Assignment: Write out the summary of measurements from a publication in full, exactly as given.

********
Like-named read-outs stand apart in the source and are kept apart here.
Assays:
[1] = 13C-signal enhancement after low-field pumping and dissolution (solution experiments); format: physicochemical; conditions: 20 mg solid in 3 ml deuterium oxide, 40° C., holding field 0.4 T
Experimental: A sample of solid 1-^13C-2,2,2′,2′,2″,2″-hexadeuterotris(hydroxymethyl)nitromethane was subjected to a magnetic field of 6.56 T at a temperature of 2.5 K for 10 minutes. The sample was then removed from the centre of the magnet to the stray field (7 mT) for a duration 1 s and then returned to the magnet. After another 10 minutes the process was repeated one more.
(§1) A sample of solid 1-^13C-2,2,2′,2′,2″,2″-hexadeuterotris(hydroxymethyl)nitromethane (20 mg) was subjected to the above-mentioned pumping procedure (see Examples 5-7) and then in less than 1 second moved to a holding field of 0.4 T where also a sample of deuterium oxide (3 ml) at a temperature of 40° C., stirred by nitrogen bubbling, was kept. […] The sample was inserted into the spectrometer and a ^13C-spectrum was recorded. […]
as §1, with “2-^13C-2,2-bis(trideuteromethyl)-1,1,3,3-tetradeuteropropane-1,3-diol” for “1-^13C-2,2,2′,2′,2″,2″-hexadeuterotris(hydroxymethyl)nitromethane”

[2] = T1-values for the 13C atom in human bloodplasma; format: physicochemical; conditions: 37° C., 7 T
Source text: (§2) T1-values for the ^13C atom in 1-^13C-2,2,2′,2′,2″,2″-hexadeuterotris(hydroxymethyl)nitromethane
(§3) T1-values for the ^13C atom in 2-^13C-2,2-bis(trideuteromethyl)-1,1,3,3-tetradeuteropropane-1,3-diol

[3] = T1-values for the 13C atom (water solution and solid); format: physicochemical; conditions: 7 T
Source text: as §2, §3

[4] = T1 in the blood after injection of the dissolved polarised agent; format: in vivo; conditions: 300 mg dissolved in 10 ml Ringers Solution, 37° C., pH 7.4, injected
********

Like-named read-outs stand apart in the source and are kept apart here.
Assays:
[1] = 13C-signal enhancement after low-field pumping and dissolution (solution experiments); format: physicochemical; conditions: 20 mg solid in 3 ml deuterium oxide, 40° C., holding field 0.4 T
Experimental: A sample of solid 1-^13C-2,2,2′,2′,2″,2″-hexadeuterotris(hydroxymethyl)nitromethane was subjected to a magnetic field of 6.56 T at a temperature of 2.5 K for 10 minutes. The sample was then removed from the centre of the magnet to the stray field (7 mT) for a duration 1 s and then returned to the magnet. After another 10 minutes the process was repeated one more.
(§1) A sample of solid 1-^13C-2,2,2′,2′,2″,2″-hexadeuterotris(hydroxymethyl)nitromethane (20 mg) was subjected to the above-mentioned pumping procedure (see Examples 5-7) and then in less than 1 second moved to a holding field of 0.4 T where also a sample of deuterium oxide (3 ml) at a temperature of 40° C., stirred by nitrogen bubbling, was kept. […] The sample was inserted into the spectrometer and a ^13C-spectrum was recorded. […]
as §1, with “2-^13C-2,2-bis(trideuteromethyl)-1,1,3,3-tetradeuteropropane-1,3-diol” for “1-^13C-2,2,2′,2′,2″,2″-hexadeuterotris(hydroxymethyl)nitromethane”

[2] = T1-values for the 13C atom in human bloodplasma; format: physicochemical; conditions: 37° C., 7 T
Source text: (§2) T1-values for the ^13C atom in 1-^13C-2,2,2′,2′,2″,2″-hexadeuterotris(hydroxymethyl)nitromethane
(§3) T1-values for the ^13C atom in 2-^13C-2,2-bis(trideuteromethyl)-1,1,3,3-tetradeuteropropane-1,3-diol

[3] = T1-values for the 13C atom (water solution and solid); format: physicochemical; conditions: 7 T
Source text: as §2, §3

[4] = T1 in the blood after injection of the dissolved polarised agent; format: in vivo; conditions: 300 mg dissolved in 10 ml Ringers Solution, 37° C., pH 7.4, injected